Saturday, March 24, 2018

A Non-Denominational Coven: How Circle of Fountains Approaches Multi-Craft Practice

When I formed Circle of Fountains on the Spring Equinox of 2014, I immediately knew that I did not want to create a tradition-specific coven.  I had three strong reasons for avoiding a specific denomination of witchcraft.  First and foremost, my former coven was entirely Wiccan.  I had tried to force my Craft - my nontheistic, Hermetic, non-traditional Craft - into the duotheistic traditional fertility religion box in hopes of connecting with other witches.  It didn't work.  I felt suffocated as I tried to cater my rituals to their needs while often neglecting my own.  Secondly, the other two witches I was forming this new coven with were not of the same path.  One was Wiccan, yes, but the other was a Ceremonial Magician.  Between the two, and my hedgewitch tendencies, I wanted some breathing room and flexibility for each member to convey their own beliefs without feeling restricted.  Finally, when thinking of the teaching aspect of CF, I did not want to perpetuate those claustrophobic limitations that I felt attempting to be Wiccan onto new witchlings.  When a new witch first begins diving into the Craft, they often have no idea what path to choose - and that path will most certainly shift repeatedly overtime.  I wanted members of the coven and Novices alike to have the ability to change their beliefs without losing their circle.  With that, the non-denominational coven was born.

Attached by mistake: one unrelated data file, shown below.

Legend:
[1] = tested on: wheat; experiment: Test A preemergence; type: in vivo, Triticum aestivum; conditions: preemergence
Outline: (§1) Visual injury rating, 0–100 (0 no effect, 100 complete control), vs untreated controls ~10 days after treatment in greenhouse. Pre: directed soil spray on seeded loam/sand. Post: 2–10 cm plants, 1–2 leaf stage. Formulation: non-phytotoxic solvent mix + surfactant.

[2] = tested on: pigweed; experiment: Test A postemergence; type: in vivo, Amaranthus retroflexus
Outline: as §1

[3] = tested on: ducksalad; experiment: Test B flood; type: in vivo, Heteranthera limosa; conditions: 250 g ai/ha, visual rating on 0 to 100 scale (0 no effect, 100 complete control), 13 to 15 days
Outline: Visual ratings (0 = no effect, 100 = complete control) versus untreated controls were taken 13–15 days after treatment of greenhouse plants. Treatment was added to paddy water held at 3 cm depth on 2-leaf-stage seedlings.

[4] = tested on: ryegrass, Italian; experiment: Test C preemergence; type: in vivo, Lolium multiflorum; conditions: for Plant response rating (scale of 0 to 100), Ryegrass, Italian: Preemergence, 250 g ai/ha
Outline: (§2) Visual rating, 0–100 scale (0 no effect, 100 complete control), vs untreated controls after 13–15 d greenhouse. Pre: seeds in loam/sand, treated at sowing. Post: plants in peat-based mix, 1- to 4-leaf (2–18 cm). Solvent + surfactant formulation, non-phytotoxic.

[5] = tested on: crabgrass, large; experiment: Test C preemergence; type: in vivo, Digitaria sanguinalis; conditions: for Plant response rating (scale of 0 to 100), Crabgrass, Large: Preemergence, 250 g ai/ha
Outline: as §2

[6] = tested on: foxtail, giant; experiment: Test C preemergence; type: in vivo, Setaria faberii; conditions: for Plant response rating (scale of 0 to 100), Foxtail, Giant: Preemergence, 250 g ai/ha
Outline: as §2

Circle of Fountains varies from other covens in many ways beyond not having a set tradition.  One such variance is that we operate as a group of equals.  This comes from my personal belief that no one tradition or practice is better than another.  Because of this mentality, we divide up all coven responsibilities among Primary Members.  Not only does each Primary have equal voting rights and Novice training obligations, but they must also lead one sabbat and esbat each year.  This means constructing a ritual that will appeal to all members while still staying true to the individual's belief.